This is a guest post from Mike Collins of Saving Money Today. I've written about keeping up with the Joneses myself in Why Do We Try to Keep Up with the Joneses? and Thou Shalt Not Keep Up with the Joneses.
When I was a little kid my friend Tony always got whatever he wanted from his parents. He always had the newest video game, the cool sneakers, and pretty much anything else he asked for. And whenever I would ask my parents for something that Tony already had they’d respond with the old line, “If Tony jumped off the Brooklyn Bridge, would you jump too?”
Each time my mom or dad said that, I’d always walk away rolling my eyes and grumbling to myself about how cheap they were. But now that I’m an adult with kids of my own I can finally understand the wisdom that my parents tried to instill in me. I only wish I had learned that lesson sooner.
Of course, I’m not the only one who could benefit from my mom and dad’s wisdom. Our society has become completely obsessed with instant gratification and “keeping up with the Joneses.” We constantly compare ourselves to our neighbors and try to one up each other. Failure to keep up means you’re a failure at life.
Here’s a real life example of what I mean. I have two friends who are extremely competitive and always trying to top one another. When Dom bought a big, flat-screen TV Paul ran out and bought a bigger one. When Paul got a backyard swing set for his kids, Dom ran out and bought a $2,000 playground with swings, monkey bars, and a gigantic slide. Where does it end?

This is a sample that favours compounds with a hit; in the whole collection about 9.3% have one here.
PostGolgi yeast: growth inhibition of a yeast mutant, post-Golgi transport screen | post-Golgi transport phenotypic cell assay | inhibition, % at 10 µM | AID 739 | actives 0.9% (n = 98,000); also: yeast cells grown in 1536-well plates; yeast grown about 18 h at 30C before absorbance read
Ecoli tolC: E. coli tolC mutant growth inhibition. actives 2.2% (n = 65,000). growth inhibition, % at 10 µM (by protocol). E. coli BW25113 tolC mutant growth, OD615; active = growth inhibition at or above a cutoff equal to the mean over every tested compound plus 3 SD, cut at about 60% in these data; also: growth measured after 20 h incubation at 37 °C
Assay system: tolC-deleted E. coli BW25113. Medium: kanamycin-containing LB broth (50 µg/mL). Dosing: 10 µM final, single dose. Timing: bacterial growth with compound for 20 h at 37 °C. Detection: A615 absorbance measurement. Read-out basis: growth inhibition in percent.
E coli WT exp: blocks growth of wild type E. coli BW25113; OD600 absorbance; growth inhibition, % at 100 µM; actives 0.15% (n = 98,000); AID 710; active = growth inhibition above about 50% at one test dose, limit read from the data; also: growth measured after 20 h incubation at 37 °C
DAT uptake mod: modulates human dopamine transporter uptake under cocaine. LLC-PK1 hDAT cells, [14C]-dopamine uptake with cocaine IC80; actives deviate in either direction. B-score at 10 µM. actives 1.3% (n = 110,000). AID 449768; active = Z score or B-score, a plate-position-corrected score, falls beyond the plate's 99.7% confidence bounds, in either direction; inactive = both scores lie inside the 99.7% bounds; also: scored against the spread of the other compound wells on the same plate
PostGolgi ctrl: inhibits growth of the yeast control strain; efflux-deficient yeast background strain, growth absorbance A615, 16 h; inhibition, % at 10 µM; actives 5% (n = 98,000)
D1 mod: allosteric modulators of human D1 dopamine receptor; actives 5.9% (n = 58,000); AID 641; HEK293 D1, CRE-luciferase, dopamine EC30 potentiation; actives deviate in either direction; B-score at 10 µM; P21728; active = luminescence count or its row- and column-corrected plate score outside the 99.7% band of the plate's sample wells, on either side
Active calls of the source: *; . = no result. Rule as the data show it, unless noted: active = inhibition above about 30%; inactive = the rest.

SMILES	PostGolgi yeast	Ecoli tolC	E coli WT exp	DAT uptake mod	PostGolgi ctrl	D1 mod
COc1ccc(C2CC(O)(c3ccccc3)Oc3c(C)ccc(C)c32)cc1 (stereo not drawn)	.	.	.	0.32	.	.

In private conversations with each of my friends, I’ve come to learn that they’re both up to their eyeballs in debt. Yet instead of putting an end to their foolish spending, they just keep the cycle going indefinitely as they each get closer and closer to the poorhouse.
Does their competition sound a little familiar? Maybe you don’t compete with someone in particular, but how many things do you buy just to make yourself look or feel good? Do you buy a new cell phone every few months and jam it full of apps and a data package costing $120 a month? Do you trade in your cars every few years just because you get tired of driving an “old” car? Do you always get the most expensive, top of the line gadget with the most features even if you don’t even know what half of those features do? If so, you may be trying too hard to keep up with the Joneses instead of focusing on your own goals.
Remember, the Joneses might not be as well off as they appear to be. As the story of Dom and Paul demonstrates, perceived wealth is often no more than a smokescreen for deep financial problems. And if you spend all your time and energy worrying about what other people have, you could wind up just as broke as them.